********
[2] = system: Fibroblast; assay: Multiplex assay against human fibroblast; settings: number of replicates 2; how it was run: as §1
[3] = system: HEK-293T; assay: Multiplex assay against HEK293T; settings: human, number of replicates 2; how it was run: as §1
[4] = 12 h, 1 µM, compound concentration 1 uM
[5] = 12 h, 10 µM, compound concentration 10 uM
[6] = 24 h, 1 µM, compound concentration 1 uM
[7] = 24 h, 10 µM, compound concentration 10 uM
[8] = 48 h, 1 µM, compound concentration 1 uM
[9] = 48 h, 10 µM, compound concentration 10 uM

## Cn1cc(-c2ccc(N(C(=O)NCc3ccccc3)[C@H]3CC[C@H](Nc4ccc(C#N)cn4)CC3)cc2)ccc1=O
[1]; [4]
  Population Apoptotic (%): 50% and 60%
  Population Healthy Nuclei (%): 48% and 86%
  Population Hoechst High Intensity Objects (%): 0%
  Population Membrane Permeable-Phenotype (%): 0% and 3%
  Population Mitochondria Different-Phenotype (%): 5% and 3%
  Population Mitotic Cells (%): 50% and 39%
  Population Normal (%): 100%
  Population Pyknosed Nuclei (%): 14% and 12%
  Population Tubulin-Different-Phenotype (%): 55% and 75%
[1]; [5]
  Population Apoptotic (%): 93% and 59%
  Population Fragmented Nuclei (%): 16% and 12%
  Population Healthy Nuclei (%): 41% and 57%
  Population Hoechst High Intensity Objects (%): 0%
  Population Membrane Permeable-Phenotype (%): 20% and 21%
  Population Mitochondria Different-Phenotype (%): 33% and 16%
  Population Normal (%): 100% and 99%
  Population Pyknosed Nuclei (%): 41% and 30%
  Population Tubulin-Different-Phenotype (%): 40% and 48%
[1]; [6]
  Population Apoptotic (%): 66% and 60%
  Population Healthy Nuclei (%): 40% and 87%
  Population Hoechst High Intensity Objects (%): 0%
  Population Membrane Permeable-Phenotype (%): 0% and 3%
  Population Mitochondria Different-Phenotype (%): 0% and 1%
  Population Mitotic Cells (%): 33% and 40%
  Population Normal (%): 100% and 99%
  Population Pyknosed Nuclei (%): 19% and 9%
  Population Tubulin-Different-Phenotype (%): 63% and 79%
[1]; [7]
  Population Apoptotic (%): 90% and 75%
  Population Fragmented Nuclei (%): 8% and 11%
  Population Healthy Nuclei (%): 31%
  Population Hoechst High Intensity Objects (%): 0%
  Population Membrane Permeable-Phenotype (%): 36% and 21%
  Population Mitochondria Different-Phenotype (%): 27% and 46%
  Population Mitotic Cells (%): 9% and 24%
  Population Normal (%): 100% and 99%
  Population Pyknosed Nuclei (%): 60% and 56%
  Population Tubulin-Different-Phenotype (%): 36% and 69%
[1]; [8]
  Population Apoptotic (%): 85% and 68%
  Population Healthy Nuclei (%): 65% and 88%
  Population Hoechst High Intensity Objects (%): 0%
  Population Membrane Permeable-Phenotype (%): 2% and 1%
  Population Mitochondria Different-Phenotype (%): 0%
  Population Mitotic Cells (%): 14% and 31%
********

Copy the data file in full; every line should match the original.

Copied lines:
[2] = system: Fibroblast; assay: Multiplex assay against human fibroblast; settings: number of replicates 2; how it was run: as §1
[3] = system: HEK-293T; assay: Multiplex assay against HEK293T; settings: human, number of replicates 2; how it was run: as §1
[4] = 12 h, 1 µM, compound concentration 1 uM
[5] = 12 h, 10 µM, compound concentration 10 uM
[6] = 24 h, 1 µM, compound concentration 1 uM
[7] = 24 h, 10 µM, compound concentration 10 uM
[8] = 48 h, 1 µM, compound concentration 1 uM
[9] = 48 h, 10 µM, compound concentration 10 uM

## Cn1cc(-c2ccc(N(C(=O)NCc3ccccc3)[C@H]3CC[C@H](Nc4ccc(C#N)cn4)CC3)cc2)ccc1=O
[1]; [4]
  Population Apoptotic (%): 50% and 60%
  Population Healthy Nuclei (%): 48% and 86%
  Population Hoechst High Intensity Objects (%): 0%
  Population Membrane Permeable-Phenotype (%): 0% and 3%
  Population Mitochondria Different-Phenotype (%): 5% and 3%
  Population Mitotic Cells (%): 50% and 39%
  Population Normal (%): 100%
  Population Pyknosed Nuclei (%): 14% and 12%
  Population Tubulin-Different-Phenotype (%): 55% and 75%
[1]; [5]
  Population Apoptotic (%): 93% and 59%
  Population Fragmented Nuclei (%): 16% and 12%
  Population Healthy Nuclei (%): 41% and 57%
  Population Hoechst High Intensity Objects (%): 0%
  Population Membrane Permeable-Phenotype (%): 20% and 21%
  Population Mitochondria Different-Phenotype (%): 33% and 16%
  Population Normal (%): 100% and 99%
  Population Pyknosed Nuclei (%): 41% and 30%
  Population Tubulin-Different-Phenotype (%): 40% and 48%
[1]; [6]
  Population Apoptotic (%): 66% and 60%
  Population Healthy Nuclei (%): 40% and 87%
  Population Hoechst High Intensity Objects (%): 0%
  Population Membrane Permeable-Phenotype (%): 0% and 3%
  Population Mitochondria Different-Phenotype (%): 0% and 1%
  Population Mitotic Cells (%): 33% and 40%
  Population Normal (%): 100% and 99%
  Population Pyknosed Nuclei (%): 19% and 9%
  Population Tubulin-Different-Phenotype (%): 63% and 79%
[1]; [7]
  Population Apoptotic (%): 90% and 75%
  Population Fragmented Nuclei (%): 8% and 11%
  Population Healthy Nuclei (%): 31%
  Population Hoechst High Intensity Objects (%): 0%
  Population Membrane Permeable-Phenotype (%): 36% and 21%
  Population Mitochondria Different-Phenotype (%): 27% and 46%
  Population Mitotic Cells (%): 9% and 24%
  Population Normal (%): 100% and 99%
  Population Pyknosed Nuclei (%): 60% and 56%
  Population Tubulin-Different-Phenotype (%): 36% and 69%
[1]; [8]
  Population Apoptotic (%): 85% and 68%
  Population Healthy Nuclei (%): 65% and 88%
  Population Hoechst High Intensity Objects (%): 0%
  Population Membrane Permeable-Phenotype (%): 2% and 1%
  Population Mitochondria Different-Phenotype (%): 0%
  Population Mitotic Cells (%): 14% and 31%